Sunday, May 14, 2017

The Perseus Cluster Waves

The Perseus Cluster Waves:

Discover the cosmos! Each day a different image or photograph of our fascinating universe is featured, along with a brief explanation written by a professional astronomer.

2017 May 4


See Explanation. Clicking on the picture will download the highest resolution version available.


The Perseus Cluster Waves

Image Credit: NASA, CXC, GSFC, Stephen Walker, et al.


Explanation: The cosmic swirl and slosh of giant waves in an enormous reservoir of glowing hot gas are traced in this enhanced X-ray image from the Chandra Observatory. The frame spans over 1 million light-years across the center of the nearby Perseus Galaxy Cluster, some 240 million light-years distant. Like other clusters of galaxies, most of the observable mass in the Perseus cluster is in the form of the cluster-filling gas. With temperatures in the tens of millions of degrees, the gas glows brightly in X-rays. Computer simulations can reproduce details of the structures sloshing through the Perseus cluster's X-ray hot gas, including the remarkable concave bay seen below and left of center. About 200,000 light-years across, twice the size of the Milky Way, the bay's formation indicates that Perseus itself was likely grazed by a smaller galaxy cluster billions of years ago.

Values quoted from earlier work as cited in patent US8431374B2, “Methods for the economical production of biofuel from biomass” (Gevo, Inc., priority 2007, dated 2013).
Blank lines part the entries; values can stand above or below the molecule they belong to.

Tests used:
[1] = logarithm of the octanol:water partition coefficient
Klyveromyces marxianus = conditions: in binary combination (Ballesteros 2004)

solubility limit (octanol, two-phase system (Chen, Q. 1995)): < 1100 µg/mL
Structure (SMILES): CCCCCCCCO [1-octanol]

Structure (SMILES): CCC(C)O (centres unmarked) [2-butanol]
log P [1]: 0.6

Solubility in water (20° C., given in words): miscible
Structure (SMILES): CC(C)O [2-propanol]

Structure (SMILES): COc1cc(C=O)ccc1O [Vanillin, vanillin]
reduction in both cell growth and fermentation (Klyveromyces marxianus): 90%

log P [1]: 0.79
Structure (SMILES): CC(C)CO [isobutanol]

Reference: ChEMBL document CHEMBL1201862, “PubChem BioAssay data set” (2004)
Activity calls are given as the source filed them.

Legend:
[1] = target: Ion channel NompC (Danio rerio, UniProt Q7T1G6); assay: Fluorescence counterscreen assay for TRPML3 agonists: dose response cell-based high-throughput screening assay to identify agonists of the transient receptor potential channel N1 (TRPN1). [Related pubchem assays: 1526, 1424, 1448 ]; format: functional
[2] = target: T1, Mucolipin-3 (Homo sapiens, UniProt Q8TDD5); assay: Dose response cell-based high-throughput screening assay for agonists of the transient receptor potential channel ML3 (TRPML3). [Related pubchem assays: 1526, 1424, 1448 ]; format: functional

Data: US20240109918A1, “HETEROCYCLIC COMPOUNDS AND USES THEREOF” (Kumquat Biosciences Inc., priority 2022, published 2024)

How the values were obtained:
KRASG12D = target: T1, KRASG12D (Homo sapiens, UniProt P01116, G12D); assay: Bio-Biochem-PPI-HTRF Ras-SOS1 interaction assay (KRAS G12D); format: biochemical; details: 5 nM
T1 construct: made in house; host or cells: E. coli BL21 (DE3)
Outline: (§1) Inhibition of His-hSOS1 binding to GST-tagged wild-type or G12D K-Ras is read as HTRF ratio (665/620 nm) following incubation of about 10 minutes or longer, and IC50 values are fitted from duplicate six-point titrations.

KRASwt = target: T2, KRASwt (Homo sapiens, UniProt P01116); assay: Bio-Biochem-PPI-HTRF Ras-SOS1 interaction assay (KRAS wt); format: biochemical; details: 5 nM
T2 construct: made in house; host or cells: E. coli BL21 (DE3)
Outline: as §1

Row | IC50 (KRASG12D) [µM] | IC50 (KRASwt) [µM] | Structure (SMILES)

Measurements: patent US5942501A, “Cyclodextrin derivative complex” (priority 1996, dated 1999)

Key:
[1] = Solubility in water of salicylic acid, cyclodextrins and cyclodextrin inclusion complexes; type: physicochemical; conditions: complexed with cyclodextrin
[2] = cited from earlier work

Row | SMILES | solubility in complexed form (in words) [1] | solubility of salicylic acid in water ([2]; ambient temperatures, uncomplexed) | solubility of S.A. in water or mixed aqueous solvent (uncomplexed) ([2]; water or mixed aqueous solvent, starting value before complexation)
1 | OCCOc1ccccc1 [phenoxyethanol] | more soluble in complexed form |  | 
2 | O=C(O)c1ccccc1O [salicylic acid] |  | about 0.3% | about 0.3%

Tomorrow's picture: bull's eye, crescent moon



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